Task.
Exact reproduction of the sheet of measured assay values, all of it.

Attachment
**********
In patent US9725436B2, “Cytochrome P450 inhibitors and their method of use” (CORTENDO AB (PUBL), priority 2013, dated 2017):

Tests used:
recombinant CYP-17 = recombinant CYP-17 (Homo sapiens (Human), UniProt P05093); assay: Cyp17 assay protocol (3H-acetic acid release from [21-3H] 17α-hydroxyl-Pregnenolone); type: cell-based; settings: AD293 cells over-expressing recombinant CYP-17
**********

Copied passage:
In patent US9725436B2, “Cytochrome P450 inhibitors and their method of use” (CORTENDO AB (PUBL), priority 2013, dated 2017):

Tests used:
recombinant CYP-17 = recombinant CYP-17 (Homo sapiens (Human), UniProt P05093); assay: Cyp17 assay protocol (3H-acetic acid release from [21-3H] 17α-hydroxyl-Pregnenolone); type: cell-based; settings: AD293 cells over-expressing recombinant CYP-17